Delaware Valley passes peer review

| 29 Sep 2011 | 09:51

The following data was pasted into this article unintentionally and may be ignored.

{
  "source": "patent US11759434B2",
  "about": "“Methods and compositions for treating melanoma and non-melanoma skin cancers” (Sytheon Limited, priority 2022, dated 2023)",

WESTFALL - The middle states evaluation is a once-in-every-six-years happening at Delaware Valley and last week was the week. A team of nearly two dozen teachers and administrators of the Middle States Association of Colleges and Schools, educators from up and down the East Coast, assembled last week to evaluate the school as part of the “K12 Pathways to School Improvement” initiative. The completely voluntary process resulted in a unanimous team vote to recommend the district for full accreditation. “This has been the culmination of many years of work,” said Superintendent of Schools, Dr. Candis Finan. “It has taken an enormous amount of team work.” Dr. Amy Palermo, the leader of the evaluation team, delivered an oral report following the team’s four day visit last Thursday. Palermo stated that Delaware Valley is near the “point of excellence.” “You work is to do whatever it takes to connect students to the school,” she said. Palermo spoke of “a safe and secure learning environment” and commented that, “the number of offerings and activities is impressive.” So much so, Palermo noted, that people on the evaluation team expressed a desire for their children to attend the school. “The Delaware Valley story is one to tell … you have come a long way but as always is true in education, there is much more work to do,” Palermo concluded. Dr. Finan went back up to the microphone following the oral report, teary-eyed, and said, “It all comes together because we work together for one purpose — student achievement.” Board of Education president Sue Casey said Palermo’s presentation was one of the most moving events she could recall as a board member. Based in part on Palermo’s motivation to continue the work that needs to be done, Casey announced at last Thursday’s board meeting that she was withdrawing her intention to leave the board after her current term expires, and will again be a candidate for reelection. The evaluation was conducted at every school in the district and looked at every aspect of the program, hearing from school board members, administration, faculty, and students. One of the advantages of having the accreditation is having it on the student transcripts which will be sent to prospective colleges while also providing comprehensive guidelines to improving the school. A detailed written report will follow in the coming weeks. The Middle States Association’s origins date back to the late 19th century when several Pennsylvania college administrators began working together to standardize the requirements for students entering college. The organization began evaluating member institutions in the early years of the last century. Public secondary schools were added in the 1950’s and elementary schools in 1978. Since 1998, the number of member schools and Educational Service Agencies has grown to more than 700.